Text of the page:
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Remote control software project – AV evasion part 2 – Caius Juvonen

This week we’re going to further try and bypass the Windows Defender antivirus – the bare minimum for our project. I’ve come across a couple of good leads:

  • First, change the connection port number to something less obvious, like 8080.
  • There is a very promising program we could use called herpaderping (more on this here), but it takes away from the easy-to-execute principle… perhaps a plan B?
  • Some testing with pyarmor
  • Further code evasion tricks (we already have one implemented)

Let’s start with the easy, which is changing the port numbers… 8080 is a port that shouldn’t arouse any suspicion since it is commonly used when using the web. Random TCP ports like 4444 are more likely to be thwarted.

Next, I wanted to try pyarmor. There is a pretty easy way to use it in our case, here’s the docs. Pretty low expectations for that one though. To install, just type pip install pyarmor in your terminal, very straightforward. Next, let’s refer to the docs I linked earlier and use pyarmor to pack and execute the python file. I also had to run the program from where it installed, but all of our plans were foiled by this error message:

Looks like we’ll have to pay up to use this program, which obviously is not happening.

I’ve also looked into other options other than pyinstaller due to the fact that it might be pyinstaller that is triggering Windows Defender and not my program: Windows Defender never complains if I run my .py file from the command line, although that might be normal behavior.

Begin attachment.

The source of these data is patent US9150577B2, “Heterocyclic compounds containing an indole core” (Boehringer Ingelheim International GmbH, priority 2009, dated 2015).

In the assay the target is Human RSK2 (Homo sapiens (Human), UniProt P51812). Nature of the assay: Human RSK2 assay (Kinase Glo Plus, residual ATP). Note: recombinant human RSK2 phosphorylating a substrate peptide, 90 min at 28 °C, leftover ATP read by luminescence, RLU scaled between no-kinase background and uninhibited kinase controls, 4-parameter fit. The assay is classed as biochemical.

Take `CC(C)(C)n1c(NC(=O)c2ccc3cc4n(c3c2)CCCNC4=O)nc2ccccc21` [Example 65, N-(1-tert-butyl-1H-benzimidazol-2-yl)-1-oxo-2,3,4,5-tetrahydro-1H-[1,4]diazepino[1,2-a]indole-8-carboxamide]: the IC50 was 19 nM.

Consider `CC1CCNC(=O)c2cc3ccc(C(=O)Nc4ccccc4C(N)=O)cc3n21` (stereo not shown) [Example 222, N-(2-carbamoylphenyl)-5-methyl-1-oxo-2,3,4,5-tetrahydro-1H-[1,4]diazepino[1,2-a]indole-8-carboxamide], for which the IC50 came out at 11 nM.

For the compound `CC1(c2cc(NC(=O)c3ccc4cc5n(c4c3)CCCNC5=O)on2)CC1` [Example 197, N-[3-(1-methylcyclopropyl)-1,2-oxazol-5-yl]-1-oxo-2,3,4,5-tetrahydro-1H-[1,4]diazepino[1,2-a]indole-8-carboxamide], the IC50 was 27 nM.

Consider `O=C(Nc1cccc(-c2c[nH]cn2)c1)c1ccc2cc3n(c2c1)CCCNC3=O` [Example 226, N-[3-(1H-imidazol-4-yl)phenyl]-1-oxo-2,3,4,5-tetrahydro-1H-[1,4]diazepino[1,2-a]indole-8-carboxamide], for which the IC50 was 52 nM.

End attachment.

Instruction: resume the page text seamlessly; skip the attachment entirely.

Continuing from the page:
So let me preface this by telling you that I am indeed running tests without always reporting them: I don’t believe tedious content is something I should spend my time writing here. But let me do a quick overview of what I’ve done, because I’ve just bypassed Windows Defender:

  • Changed port to 8080 (talked about this before)
  • Changed pynput version to 1.6.8 (for pyinstaller compatibility)
  • Created a new exe called “omena_ohjelma.exe” (apple_program in english). It’s the same .exe I’ve created before (well, not exactly, there is new code but still).

And to my great surprise, this just works. Windows Defender does not catch our program (although it does warn us multiple times: are you sure you want to run this? This is because it’s coming from an unknown publisher). This was tested on both of my Windows 10 virtual machines AND my host machine. This means we’ve successfully bypassed Windows Defender. What is so different from last time? I’m not sure. But we did it, and honestly, that’s all that matters to me.

Quick demonstration video that proves that this is working:

Notice that I do have the “send automatic samples” setting turned off. We don’t want our file to get analyzed and countered, after all. That would be a major waste of time. And I’m not expecting this program to evade AV long in the future: it’s a constant cat and mouse game. However, this video is proof that as of today, our program does what it is supposed to.

This weeks report was quite short despite the fact that I did spend a considerable amount of time working on the project. As I mentioned, 85% of what I’ve done has not been reported here for not being report-worthy (mostly googling possible solutions before finally trying a bunch of stuff out). Just know that there was something behind the scenes here. Anyway, next week we’ll be finishing this project. See you then!

Caius Juvonen


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